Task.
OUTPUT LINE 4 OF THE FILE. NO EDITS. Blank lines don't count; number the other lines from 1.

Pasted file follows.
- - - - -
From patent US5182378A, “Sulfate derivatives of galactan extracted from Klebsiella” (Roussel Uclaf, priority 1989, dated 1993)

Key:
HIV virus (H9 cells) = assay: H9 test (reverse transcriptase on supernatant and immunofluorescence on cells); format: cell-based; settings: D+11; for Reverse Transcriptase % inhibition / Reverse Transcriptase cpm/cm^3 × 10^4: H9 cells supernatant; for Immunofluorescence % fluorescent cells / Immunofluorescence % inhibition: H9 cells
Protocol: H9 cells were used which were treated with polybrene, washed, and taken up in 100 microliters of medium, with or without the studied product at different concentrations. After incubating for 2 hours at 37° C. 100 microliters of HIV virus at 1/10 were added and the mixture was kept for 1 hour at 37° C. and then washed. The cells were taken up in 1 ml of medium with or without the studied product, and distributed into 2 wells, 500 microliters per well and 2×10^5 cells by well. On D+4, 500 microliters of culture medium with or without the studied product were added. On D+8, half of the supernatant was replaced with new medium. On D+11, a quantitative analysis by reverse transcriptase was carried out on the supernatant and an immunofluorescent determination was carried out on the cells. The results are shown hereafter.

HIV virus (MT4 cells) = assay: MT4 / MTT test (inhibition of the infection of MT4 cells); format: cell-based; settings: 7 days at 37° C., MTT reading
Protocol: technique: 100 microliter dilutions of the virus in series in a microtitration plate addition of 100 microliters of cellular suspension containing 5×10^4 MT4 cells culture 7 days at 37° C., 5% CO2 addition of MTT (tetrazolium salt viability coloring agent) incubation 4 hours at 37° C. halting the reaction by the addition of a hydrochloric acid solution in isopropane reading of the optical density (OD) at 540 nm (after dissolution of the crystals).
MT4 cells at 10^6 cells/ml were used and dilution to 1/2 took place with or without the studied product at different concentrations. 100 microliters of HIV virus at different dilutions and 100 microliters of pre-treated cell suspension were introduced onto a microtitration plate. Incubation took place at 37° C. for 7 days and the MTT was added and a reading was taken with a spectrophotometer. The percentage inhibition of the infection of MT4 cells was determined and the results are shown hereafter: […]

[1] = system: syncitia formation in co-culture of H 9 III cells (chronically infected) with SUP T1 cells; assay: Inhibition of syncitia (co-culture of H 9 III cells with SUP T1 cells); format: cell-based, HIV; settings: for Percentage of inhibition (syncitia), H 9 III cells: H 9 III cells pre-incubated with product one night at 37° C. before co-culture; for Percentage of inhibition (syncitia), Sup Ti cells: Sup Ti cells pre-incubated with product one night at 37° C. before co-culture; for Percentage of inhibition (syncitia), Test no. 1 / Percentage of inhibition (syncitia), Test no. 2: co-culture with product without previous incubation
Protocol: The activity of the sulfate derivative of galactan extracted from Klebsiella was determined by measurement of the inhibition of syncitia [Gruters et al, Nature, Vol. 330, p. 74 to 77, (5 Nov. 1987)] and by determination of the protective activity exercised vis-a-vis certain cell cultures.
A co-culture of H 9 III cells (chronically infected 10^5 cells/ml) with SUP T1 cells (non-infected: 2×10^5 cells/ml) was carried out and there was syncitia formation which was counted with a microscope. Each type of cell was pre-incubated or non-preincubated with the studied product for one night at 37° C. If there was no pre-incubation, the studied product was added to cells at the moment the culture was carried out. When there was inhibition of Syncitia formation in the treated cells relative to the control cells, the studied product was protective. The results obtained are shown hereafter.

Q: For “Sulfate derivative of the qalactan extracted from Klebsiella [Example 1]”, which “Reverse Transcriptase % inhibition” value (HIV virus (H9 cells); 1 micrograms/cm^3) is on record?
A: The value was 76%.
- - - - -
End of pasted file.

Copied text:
Protocol: H9 cells were used which were treated with polybrene, washed, and taken up in 100 microliters of medium, with or without the studied product at different concentrations. After incubating for 2 hours at 37° C. 100 microliters of HIV virus at 1/10 were added and the mixture was kept for 1 hour at 37° C. and then washed. The cells were taken up in 1 ml of medium with or without the studied product, and distributed into 2 wells, 500 microliters per well and 2×10^5 cells by well. On D+4, 500 microliters of culture medium with or without the studied product were added. On D+8, half of the supernatant was replaced with new medium. On D+11, a quantitative analysis by reverse transcriptase was carried out on the supernatant and an immunofluorescent determination was carried out on the cells. The results are shown hereafter.